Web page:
Here’s the deal: The “abortion pill” is the popular name for a safe and effective way to end an early pregnancy using a combination of two medicines: mifepristone and misoprostol.
The first medicine (mifepristone) is given at a health center or your health care provider’s office. After taking mifepristone, you take a second medication (misoprostol) at home 6-48 hours later. This causes cramping and bleeding and empties your uterus.
Claims about treatments that reverse the effects of medication abortion are out there, and a handful of states require doctors and nurses to tell their patients about them before they can provide abortion care.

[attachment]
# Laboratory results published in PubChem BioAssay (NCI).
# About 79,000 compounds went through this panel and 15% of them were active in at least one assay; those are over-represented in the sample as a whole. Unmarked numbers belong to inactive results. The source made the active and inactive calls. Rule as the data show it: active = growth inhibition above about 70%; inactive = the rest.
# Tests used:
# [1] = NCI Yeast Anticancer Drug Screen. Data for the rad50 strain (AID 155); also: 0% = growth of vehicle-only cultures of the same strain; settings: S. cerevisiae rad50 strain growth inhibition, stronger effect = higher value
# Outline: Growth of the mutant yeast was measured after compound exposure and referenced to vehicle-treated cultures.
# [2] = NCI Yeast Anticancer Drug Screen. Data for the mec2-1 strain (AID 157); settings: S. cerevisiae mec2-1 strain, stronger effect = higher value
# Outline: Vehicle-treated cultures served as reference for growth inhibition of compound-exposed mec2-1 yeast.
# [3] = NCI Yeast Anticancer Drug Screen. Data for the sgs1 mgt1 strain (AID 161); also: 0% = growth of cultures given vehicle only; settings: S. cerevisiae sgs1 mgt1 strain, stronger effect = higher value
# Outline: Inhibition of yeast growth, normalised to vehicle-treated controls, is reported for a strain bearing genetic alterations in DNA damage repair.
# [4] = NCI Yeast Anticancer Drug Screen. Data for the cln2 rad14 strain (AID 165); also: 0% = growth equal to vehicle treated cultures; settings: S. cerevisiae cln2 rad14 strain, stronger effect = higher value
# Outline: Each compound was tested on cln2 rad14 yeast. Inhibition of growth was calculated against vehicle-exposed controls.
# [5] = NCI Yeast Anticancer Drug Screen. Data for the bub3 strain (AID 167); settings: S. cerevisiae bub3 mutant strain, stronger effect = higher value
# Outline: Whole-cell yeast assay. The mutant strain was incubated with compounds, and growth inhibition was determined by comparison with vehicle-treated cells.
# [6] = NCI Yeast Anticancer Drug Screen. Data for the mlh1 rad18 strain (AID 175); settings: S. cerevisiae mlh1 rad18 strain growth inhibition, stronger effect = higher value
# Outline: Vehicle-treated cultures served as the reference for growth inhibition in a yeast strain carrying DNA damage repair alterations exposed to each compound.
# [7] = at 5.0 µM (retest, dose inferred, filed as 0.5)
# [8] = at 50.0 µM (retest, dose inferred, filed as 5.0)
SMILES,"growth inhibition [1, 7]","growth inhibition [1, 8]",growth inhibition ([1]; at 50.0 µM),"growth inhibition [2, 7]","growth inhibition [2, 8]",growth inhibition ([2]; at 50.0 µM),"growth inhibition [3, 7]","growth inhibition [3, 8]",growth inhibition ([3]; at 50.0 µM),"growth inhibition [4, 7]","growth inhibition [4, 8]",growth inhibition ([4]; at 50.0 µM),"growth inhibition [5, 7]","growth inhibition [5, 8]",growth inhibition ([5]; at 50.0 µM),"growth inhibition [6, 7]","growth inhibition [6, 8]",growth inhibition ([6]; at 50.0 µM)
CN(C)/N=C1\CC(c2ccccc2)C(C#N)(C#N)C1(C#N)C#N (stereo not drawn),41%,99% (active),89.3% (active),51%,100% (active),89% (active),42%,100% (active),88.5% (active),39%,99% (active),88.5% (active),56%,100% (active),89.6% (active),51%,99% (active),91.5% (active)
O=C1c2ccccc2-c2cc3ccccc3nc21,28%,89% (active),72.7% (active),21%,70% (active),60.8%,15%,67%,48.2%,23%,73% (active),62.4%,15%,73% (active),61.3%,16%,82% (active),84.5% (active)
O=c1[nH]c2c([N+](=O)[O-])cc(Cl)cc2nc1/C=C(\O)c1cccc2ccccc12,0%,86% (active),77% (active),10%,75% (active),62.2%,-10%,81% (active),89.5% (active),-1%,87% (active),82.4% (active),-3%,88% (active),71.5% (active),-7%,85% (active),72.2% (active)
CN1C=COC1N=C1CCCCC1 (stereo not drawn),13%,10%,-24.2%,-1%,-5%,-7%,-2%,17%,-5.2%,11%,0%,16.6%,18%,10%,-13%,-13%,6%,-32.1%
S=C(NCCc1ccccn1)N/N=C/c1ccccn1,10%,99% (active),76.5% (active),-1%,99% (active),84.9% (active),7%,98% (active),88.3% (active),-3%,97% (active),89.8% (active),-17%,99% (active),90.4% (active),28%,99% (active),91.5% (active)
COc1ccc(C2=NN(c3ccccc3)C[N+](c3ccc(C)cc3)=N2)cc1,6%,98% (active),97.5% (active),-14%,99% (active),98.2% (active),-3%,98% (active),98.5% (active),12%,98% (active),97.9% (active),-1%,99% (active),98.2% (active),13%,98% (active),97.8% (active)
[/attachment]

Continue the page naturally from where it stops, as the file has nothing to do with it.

But these claims haven’t been proven in reliable medical studies — nor have they been tested for safety, effectiveness, or the likelihood of side effects — so experts like the American College of Obstetricians and Gynecologists reject these untested supposed treatments.
Studies on the abortion pill do show that if you take the first medicine but not the second, the abortion pill is less likely to work. So if you’ve begun the process of having an abortion using the abortion pill but are having second thoughts, contact the doctor or nurse you saw for the abortion right away to talk about your best next steps and what to expect.